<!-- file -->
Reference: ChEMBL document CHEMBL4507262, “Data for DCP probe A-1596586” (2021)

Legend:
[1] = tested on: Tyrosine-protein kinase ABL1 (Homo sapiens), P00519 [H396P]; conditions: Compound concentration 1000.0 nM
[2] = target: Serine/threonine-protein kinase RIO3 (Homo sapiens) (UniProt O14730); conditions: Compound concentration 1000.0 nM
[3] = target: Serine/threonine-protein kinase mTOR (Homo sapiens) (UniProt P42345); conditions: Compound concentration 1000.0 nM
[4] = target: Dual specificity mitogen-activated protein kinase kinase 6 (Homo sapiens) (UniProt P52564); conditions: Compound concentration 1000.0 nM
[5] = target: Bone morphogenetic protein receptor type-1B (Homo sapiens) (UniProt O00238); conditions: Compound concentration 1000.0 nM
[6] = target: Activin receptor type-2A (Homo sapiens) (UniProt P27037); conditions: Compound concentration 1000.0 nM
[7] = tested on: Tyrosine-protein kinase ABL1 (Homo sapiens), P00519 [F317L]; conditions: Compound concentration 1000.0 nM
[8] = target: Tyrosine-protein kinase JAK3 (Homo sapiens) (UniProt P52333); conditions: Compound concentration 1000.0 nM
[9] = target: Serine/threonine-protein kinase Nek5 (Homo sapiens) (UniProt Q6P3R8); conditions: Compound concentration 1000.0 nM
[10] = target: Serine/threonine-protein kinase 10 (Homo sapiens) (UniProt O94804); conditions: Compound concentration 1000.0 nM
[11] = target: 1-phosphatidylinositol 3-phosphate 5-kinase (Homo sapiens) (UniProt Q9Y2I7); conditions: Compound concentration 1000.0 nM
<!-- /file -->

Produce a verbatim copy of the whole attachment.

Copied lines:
Reference: ChEMBL document CHEMBL4507262, “Data for DCP probe A-1596586” (2021)

Legend:
[1] = tested on: Tyrosine-protein kinase ABL1 (Homo sapiens), P00519 [H396P]; conditions: Compound concentration 1000.0 nM
[2] = target: Serine/threonine-protein kinase RIO3 (Homo sapiens) (UniProt O14730); conditions: Compound concentration 1000.0 nM
[3] = target: Serine/threonine-protein kinase mTOR (Homo sapiens) (UniProt P42345); conditions: Compound concentration 1000.0 nM
[4] = target: Dual specificity mitogen-activated protein kinase kinase 6 (Homo sapiens) (UniProt P52564); conditions: Compound concentration 1000.0 nM
[5] = target: Bone morphogenetic protein receptor type-1B (Homo sapiens) (UniProt O00238); conditions: Compound concentration 1000.0 nM
[6] = target: Activin receptor type-2A (Homo sapiens) (UniProt P27037); conditions: Compound concentration 1000.0 nM
[7] = tested on: Tyrosine-protein kinase ABL1 (Homo sapiens), P00519 [F317L]; conditions: Compound concentration 1000.0 nM
[8] = target: Tyrosine-protein kinase JAK3 (Homo sapiens) (UniProt P52333); conditions: Compound concentration 1000.0 nM
[9] = target: Serine/threonine-protein kinase Nek5 (Homo sapiens) (UniProt Q6P3R8); conditions: Compound concentration 1000.0 nM
[10] = target: Serine/threonine-protein kinase 10 (Homo sapiens) (UniProt O94804); conditions: Compound concentration 1000.0 nM
[11] = target: 1-phosphatidylinositol 3-phosphate 5-kinase (Homo sapiens) (UniProt Q9Y2I7); conditions: Compound concentration 1000.0 nM